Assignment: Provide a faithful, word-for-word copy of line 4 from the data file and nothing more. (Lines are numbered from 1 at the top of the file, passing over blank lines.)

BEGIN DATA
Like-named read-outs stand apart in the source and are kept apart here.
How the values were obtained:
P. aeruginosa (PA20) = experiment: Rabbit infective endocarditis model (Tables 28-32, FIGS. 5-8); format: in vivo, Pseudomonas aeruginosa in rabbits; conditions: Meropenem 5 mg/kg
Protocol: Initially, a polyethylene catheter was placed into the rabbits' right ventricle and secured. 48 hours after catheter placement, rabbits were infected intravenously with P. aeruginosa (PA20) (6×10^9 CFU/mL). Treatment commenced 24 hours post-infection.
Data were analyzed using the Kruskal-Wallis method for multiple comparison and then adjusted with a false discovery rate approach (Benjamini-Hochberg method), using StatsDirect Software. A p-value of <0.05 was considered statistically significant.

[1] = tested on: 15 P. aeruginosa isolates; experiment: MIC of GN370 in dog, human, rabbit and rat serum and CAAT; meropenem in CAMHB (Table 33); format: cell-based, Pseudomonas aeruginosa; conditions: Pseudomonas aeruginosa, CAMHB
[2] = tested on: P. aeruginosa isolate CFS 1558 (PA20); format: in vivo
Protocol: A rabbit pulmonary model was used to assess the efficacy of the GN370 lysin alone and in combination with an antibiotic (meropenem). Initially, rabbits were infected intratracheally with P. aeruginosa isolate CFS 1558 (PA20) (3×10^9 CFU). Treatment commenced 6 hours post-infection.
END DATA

Protocol: Initially, a polyethylene catheter was placed into the rabbits' right ventricle and secured. 48 hours after catheter placement, rabbits were infected intravenously with P. aeruginosa (PA20) (6×10^9 CFU/mL). Treatment commenced 24 hours post-infection.